This book has a little bit of everything: Victorian Australian history, romance, family drama, mystery, art, suspense, and a surprisingly sweet ending.  The plot is fast-paced enough that I had a difficult time finding a stopping point to do important things, like cooking dinner.  I love discovering new writers I enjoy: Australian historical fiction is a new genre to me, and I hope to read more of Tea Cooper's books soon, probably beginning with The Cartographer's Secret.  

Disclosure:  I received an ARC of The Girl in the Painting from the publisher Thomas Nelson via TILC Book Tours in exchange for a fair and honest review.



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I hope y'all have a wonderful weekend!


Until next time...

Happy reading!
Ricki Jill



 



Happy Tuesday, My Lovelies!  Today I'm sharing with you a beautiful book that not only shares stunning botanical art: It's also a complete guide on how to draw and paint beautiful subjects from the botanical world: Botanical Art Techniques by the American Society of Botanical Artists.  It was published by Timber Press, and I have bought several beautiful books from them.

I love flowers, and I strive to improve my skills as an artist.  I have painted floral still life paintings in the past, but I was hoping that the book might offer different techniques for both painting and drawing.

Here are a few of my floral paintings:







According to Goodreads:

The Ultimate Reference, from the Experts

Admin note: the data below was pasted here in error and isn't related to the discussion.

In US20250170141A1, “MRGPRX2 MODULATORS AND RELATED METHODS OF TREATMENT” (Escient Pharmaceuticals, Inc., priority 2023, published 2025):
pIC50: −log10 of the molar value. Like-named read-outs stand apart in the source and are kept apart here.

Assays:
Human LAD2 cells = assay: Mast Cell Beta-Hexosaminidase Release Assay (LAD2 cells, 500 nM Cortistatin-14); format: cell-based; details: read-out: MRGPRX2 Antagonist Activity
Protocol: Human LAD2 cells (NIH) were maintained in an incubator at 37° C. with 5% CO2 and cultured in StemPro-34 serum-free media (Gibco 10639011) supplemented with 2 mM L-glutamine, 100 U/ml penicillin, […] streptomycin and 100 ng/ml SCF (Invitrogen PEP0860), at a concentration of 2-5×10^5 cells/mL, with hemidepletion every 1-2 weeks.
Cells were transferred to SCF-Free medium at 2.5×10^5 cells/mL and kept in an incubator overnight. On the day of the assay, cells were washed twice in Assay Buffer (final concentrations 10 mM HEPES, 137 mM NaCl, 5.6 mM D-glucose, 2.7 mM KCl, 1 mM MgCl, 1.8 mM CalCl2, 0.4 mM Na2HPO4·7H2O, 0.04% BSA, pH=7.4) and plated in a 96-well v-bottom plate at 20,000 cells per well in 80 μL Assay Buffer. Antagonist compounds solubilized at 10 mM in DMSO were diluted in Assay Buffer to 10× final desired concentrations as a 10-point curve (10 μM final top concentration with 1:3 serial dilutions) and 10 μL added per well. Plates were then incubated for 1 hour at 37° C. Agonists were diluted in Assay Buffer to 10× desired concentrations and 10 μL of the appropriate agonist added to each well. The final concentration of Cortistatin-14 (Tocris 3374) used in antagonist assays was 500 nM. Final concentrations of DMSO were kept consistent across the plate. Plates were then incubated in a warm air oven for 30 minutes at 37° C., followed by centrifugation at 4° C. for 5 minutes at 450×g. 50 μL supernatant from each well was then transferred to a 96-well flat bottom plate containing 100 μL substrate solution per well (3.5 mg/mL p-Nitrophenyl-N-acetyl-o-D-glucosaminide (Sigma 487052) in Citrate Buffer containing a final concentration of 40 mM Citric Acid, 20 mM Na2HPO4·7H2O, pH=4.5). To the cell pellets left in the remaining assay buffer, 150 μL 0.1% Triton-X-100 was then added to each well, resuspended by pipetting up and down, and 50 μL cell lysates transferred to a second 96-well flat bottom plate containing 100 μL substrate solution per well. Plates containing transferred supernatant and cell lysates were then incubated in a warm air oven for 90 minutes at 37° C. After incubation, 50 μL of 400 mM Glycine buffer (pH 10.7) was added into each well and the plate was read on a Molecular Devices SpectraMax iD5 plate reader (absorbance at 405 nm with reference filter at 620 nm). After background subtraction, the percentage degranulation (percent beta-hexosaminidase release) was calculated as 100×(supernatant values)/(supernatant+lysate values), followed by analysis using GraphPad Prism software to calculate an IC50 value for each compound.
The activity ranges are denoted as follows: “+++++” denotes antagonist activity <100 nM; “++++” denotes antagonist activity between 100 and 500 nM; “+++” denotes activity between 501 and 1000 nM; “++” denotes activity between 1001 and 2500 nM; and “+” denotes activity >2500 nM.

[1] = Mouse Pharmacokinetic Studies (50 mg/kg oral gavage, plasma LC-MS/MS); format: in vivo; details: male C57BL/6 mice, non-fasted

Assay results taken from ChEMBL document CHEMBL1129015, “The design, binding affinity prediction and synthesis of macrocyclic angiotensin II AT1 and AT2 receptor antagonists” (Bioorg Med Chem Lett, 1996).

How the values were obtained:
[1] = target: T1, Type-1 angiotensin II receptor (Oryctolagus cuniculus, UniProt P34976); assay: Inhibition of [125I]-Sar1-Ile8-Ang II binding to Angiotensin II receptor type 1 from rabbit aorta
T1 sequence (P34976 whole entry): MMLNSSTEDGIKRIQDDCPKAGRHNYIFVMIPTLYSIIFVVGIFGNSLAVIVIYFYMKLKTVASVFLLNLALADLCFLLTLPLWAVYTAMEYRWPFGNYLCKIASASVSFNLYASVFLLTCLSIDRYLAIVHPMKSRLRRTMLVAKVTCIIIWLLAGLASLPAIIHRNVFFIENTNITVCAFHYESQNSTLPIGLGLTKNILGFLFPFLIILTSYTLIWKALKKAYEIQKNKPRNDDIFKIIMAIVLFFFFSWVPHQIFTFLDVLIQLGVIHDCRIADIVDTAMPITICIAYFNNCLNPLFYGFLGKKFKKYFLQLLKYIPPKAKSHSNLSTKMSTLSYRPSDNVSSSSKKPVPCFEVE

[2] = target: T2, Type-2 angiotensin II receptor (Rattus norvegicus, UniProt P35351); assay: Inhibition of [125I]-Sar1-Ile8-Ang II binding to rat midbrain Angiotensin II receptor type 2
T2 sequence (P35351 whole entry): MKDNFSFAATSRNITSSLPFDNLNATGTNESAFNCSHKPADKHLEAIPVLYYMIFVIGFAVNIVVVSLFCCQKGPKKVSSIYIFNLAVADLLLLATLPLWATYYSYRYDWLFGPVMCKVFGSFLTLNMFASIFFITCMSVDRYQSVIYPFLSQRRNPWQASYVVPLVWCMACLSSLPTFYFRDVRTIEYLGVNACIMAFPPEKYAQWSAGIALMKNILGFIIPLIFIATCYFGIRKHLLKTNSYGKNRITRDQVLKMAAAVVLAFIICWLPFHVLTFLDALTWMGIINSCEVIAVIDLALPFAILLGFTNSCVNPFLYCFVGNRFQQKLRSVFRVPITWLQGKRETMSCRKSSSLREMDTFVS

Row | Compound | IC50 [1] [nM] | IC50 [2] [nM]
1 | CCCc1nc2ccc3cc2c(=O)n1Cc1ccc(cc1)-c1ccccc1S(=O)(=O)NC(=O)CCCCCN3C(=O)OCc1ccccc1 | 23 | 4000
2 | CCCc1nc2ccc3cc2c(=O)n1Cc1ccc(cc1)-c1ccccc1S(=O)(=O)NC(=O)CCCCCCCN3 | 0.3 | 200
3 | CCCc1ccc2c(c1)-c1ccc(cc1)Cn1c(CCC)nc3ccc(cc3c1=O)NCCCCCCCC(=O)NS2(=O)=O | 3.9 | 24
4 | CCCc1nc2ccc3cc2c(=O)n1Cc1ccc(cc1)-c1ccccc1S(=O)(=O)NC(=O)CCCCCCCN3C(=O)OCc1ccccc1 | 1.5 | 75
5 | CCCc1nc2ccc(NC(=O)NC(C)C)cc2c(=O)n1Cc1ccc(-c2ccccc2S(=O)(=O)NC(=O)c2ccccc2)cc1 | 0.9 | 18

This definitive guide is the most thorough how-to available on every major technique of botanical artistry. The experts at the American Society of Botanical Artists offer step-by-step projects that move from introductory to advanced—so any level of artist can build on acquired skills. Helpful tutorials cover watercolor, graphite, colored pencil, vellum, egg tempera, oils, pen and ink, and printmaking. Filled with more than 900 photographs and stunning examples of finished art by the best contemporary botanical artists, Botanical Art Techniques is the authoritative manual on this exquisite art form.

About The Authors:

The mission of the American Society of Botanical Artists is to provide a thriving, interactive community dedicated to perpetuating the tradition and contemporary practice of botanical art.

Carol Woodin has been a botanical artist for thirty years and is the recipient of the 2018 ASBA James White Service Award, the 1998 ASBA Diane Bouchier Artist Award, the Orchid Digest Medal of Honor, and a Royal Horticultural Society Gold Medal.